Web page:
Mining in context

Posted: Thursday, February 21, 2002

I am writing in response to the editorial published on Feb. 17 about my report, "The Role of Metal Mining in the Alaska Economy." Running a critical editorial before first running an objective story on the report itself does not exactly fit the model of a free press seeking to keep the public informed on important public policy issues.

The main purpose of this report was to compare the commonly held assumptions about the economic contributions that the mining industry brings to Alaska against factual reality. Important events 100 years ago in Alaska's economic history combined with hype by the mining industry allow that industry to portray itself as much bigger than the actual economic benefits the mining industry brings to local communities. It is important as Alaska citizens participate in developing good natural resource policy to be able to put self-serving claims of economic importance in an appropriate context so that they can be critically evaluated. That is what the report sought to do.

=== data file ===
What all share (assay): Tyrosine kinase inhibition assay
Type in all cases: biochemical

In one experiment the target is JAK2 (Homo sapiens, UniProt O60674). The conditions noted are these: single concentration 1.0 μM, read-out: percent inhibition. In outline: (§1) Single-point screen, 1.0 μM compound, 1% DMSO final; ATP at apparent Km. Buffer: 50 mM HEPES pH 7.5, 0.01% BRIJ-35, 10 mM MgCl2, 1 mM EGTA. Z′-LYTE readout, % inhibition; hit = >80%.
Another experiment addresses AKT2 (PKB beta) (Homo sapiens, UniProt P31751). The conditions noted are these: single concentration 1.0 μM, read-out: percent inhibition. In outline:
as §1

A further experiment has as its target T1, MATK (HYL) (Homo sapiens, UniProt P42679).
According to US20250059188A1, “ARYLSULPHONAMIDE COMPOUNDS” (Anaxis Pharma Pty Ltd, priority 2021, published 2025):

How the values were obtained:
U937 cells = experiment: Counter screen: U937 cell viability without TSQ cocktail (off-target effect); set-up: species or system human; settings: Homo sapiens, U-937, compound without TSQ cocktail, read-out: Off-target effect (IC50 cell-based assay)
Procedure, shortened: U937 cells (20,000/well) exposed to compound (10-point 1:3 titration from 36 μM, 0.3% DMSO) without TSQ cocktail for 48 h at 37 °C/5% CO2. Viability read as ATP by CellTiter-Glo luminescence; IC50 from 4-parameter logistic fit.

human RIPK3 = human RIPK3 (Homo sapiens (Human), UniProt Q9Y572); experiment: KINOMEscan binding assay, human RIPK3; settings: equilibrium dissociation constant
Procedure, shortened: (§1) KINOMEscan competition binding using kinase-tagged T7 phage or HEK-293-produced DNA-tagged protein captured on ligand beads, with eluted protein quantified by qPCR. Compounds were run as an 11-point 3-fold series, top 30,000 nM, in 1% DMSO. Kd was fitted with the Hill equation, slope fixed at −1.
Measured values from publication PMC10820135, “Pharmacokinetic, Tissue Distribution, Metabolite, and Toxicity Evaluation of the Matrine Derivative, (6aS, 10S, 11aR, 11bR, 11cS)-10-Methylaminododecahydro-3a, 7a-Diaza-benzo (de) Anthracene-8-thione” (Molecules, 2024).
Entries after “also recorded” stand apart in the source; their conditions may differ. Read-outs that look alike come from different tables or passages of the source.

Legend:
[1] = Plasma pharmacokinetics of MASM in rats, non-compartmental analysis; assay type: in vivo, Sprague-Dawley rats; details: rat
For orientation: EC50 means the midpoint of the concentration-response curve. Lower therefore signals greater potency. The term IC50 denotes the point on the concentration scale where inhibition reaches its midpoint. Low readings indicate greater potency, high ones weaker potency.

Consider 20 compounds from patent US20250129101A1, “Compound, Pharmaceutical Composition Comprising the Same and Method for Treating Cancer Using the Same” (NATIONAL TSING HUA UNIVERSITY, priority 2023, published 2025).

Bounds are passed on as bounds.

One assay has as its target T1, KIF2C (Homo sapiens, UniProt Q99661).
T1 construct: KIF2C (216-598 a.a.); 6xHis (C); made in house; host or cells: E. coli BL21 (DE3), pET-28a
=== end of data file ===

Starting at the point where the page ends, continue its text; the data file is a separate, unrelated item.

That said, in no way do I want to downplay the importance of mining jobs to individual families in Alaska. Instead, I hope that this economic report will serve as a wake-up call for the state of Alaska to provide long-term economic security for the public by asking mining companies to put less money into public relations and more into royalty payments on the ore they ship out of state and into environmental protection and reclamation measures that protect their host state. That solution is pro-Alaska, allowing the citizens of the state to assure that they get a fair share of the mineral value that is removed from the state while protecting Alaska's spectacular natural landscapes for future generations.

Dr. Thomas Power

Professor and Chairman

Economics Department

University of Montana

Publishers Note: Professor Power once again is mistaken. The Juneau Empire ran the Associated Press story about Professor Power's report on Feb. 14. The editorial ran on Feb. 17. The challenges made in the editorial regarding the veracity of the information contained in Power's report stand as stated.

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